Potawatomi is Algonquian language spoken by fewer than 100 mainly elderly
people in Ontario and the north-central United States. Efforts are currently
being made by various bands of Potawatomi to revitalise and revive their
language. There are about 28,000 Potawatomi and the call themselves
Nishnabe'k ('the original people') or Bodéwadmi ('those
who keep/tend the hearth-fire'), which refers to the hearth of the Council
of Three Fires, a confederation of the Chippewa, Ottawa and Potawatomi
peoples dating back to 796 AD.
For many generations the Potawatomi used a pictographic form of writing in
which each symbol represents ideas rather than words or sounds. The symbols
were carved into bark or wood with a knife or other sharp tool. Sometimes
charcoal or paint were used as well. This script was used for various purposes,
including ceremonies, keeping records, maps and illustrating stories.
Between 1830 and 1860 two Jesuit missionaries, Fr. Christian Hoecken and Fr.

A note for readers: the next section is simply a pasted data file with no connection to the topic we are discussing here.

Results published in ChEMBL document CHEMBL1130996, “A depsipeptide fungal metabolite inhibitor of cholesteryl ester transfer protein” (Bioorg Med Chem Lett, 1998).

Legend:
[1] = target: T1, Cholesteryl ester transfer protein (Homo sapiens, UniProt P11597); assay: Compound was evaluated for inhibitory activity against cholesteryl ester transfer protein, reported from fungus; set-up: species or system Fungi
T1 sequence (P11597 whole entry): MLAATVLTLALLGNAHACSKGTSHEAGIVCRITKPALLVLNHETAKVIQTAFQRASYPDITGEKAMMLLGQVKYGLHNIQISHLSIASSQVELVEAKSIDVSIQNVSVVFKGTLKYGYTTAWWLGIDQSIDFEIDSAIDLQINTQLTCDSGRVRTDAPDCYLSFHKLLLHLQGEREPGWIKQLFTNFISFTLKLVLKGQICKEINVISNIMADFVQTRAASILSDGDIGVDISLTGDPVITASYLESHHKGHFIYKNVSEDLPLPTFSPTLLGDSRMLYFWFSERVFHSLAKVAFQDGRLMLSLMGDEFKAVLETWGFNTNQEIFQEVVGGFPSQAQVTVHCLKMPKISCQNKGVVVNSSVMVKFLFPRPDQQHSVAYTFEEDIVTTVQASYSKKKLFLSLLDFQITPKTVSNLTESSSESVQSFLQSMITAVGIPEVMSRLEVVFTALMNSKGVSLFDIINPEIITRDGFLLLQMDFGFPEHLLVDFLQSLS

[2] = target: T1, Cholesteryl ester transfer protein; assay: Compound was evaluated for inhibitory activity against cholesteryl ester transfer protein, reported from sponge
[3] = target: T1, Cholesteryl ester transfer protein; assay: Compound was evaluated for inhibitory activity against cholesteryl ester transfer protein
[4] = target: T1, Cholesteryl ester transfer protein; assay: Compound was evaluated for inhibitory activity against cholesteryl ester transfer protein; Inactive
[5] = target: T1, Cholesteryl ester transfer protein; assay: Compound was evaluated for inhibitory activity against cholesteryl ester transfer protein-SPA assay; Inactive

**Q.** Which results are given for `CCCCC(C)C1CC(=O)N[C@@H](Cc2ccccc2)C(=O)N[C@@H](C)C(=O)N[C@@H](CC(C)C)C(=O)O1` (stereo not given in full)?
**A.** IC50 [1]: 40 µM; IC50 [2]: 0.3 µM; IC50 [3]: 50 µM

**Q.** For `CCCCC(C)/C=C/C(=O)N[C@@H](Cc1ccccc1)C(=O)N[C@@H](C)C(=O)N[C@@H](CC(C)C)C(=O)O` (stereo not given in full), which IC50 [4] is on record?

Maurice Gailland, developed a spelling system for the Potawatomi using the
Latin alphabet. The system is syllabic in that combinations of consonants
and vowels are used to represent single syllables, e.g. ba, be, bi, etc. The
system was known as the "ba-be-bi-bo-bu" syllabary.
Another spelling system known as "Traditional Writing" also appeared for a
number of Native American languages during the 19th century. A version of this
system for Potawatomi was developed in about 1878 by Joe Ellick, a Wisconsin
Potawatomi to enable members of the tribe to write home when they were away.
During the 1970s a team of linguists, native speakers and second language experts
at the Wisconsin Native American Languages Program (WNALP) developed a new spelling
system for Potawatomi known as the Pedagogical writing system. This system was
designed to teach the Potawatomi to speak their language and is shown below.